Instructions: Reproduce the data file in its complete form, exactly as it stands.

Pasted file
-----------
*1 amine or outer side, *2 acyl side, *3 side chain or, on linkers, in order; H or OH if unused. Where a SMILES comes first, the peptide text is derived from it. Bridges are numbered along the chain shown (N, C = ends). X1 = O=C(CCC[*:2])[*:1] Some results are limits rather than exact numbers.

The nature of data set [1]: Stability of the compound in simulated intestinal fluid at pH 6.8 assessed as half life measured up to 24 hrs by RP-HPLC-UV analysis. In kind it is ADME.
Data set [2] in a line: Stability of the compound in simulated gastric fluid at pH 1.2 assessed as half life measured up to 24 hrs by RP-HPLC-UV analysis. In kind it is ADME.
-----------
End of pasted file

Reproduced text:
*1 amine or outer side, *2 acyl side, *3 side chain or, on linkers, in order; H or OH if unused. Where a SMILES comes first, the peptide text is derived from it. Bridges are numbered along the chain shown (N, C = ends). X1 = O=C(CCC[*:2])[*:1] Some results are limits rather than exact numbers.

The nature of data set [1]: Stability of the compound in simulated intestinal fluid at pH 6.8 assessed as half life measured up to 24 hrs by RP-HPLC-UV analysis. In kind it is ADME.
Data set [2] in a line: Stability of the compound in simulated gastric fluid at pH 1.2 assessed as half life measured up to 24 hrs by RP-HPLC-UV analysis. In kind it is ADME.